Tracking the maintenance of railways

The Konux ‘KORA’ is a wireless sensor on the track that collects acceleration and vibration data to provide a more efficient train service.
As more and more trains run on the British railways, efficient track maintenance has become essential.

The number of trains using the rail network has doubled in the last 10 years and the number of passengers is expected to increase by 40% by 2040. According to Network Rail, the biggest challenge is managing the increased capacity.

The UK rail network was not designed to meet this demand, resulting in reduced track life and improved maintenance efficiency.

As technology has evolved, rail maintenance and maintenance has become easier, moving from traditional, labor-intensive manual maintenance to much more robust solutions. faster, safer, more accurate and more efficient.

For example, sensors are used to monitor runway areas such as turnouts and track circuits, which, according to Network Rail, are increasing in use.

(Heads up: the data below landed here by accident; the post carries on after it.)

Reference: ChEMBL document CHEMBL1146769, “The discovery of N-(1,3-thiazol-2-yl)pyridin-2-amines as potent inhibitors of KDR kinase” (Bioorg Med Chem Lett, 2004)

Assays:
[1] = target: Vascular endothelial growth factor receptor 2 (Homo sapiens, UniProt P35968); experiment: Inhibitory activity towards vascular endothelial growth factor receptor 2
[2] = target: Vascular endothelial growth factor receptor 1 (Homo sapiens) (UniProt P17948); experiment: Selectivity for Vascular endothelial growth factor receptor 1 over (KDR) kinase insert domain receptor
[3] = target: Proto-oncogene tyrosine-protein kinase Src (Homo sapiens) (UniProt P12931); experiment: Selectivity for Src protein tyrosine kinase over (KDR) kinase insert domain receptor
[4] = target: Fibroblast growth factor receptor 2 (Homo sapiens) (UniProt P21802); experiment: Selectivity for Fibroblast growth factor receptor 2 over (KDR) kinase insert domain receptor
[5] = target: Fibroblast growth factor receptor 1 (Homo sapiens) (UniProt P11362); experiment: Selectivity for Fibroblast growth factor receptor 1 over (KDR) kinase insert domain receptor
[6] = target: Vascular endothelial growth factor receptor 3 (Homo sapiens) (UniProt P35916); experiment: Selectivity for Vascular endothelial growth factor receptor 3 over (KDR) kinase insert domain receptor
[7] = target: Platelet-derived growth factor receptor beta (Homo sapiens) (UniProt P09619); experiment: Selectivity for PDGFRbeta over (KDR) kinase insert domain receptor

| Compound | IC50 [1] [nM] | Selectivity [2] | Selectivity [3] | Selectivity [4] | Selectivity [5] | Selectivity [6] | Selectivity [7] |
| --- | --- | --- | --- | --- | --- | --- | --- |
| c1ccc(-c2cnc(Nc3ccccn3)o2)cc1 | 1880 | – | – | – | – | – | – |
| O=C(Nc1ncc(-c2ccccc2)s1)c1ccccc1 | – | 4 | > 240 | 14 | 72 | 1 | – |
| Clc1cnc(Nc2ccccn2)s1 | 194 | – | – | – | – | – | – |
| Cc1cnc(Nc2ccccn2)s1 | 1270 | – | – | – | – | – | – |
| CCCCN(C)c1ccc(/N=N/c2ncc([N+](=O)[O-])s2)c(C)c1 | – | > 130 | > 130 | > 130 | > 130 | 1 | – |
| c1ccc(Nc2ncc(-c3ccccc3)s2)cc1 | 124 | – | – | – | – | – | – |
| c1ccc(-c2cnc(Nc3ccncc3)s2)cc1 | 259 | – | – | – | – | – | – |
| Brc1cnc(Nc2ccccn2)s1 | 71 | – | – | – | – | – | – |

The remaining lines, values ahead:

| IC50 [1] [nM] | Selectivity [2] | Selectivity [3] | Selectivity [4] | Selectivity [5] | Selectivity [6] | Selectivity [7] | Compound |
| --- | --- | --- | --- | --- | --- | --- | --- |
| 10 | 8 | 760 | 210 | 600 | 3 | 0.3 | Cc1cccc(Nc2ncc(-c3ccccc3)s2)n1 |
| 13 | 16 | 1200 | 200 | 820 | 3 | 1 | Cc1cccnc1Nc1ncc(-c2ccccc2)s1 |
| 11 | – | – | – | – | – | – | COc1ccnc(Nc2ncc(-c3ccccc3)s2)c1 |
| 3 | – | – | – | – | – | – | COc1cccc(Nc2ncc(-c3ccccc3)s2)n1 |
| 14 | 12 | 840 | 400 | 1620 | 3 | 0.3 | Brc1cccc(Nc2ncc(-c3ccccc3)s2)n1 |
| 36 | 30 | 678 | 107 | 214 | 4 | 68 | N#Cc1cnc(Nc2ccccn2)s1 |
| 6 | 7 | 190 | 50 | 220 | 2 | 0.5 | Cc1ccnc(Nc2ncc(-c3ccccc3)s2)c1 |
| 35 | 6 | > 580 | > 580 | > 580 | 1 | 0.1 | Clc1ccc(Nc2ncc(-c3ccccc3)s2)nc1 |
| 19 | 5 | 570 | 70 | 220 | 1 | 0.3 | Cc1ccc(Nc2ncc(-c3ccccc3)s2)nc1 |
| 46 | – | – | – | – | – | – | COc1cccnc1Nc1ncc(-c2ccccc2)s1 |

The sensors are stationary and consist of edge processing, which is transmitted via GSN with O2 SIM cards to Network Rail’s Wonderware SCADA system.

“This allows us to monitor the track condition and define the priorities we need to focus on,” says Tim Flower, Maintenance Manager at Network Rail.

“The maintenance of the rails is to understand that an error will occur,” he adds. “We use the data collected by technology, such as sensors, to detect a trend, to avoid errors, so that accurate forecasts can be made, so that we can see what is going wrong, when it will fail, and hopefully. that it will fail. ”

To help rail operators, Konux, a German sensor manufacturer, has developed an intelligent IoT sensor solution system called KORA, which monitors and analyzes the status of switches.

According to its CEO, Andreas Kunze, the change or “point” is one of the most important elements of the road and accounts for 20% of train delays in Europe.

As one of the only moving parts of the rail, the switch can be a fragile component, but is an integral part of the railway line, as the rails connect to it.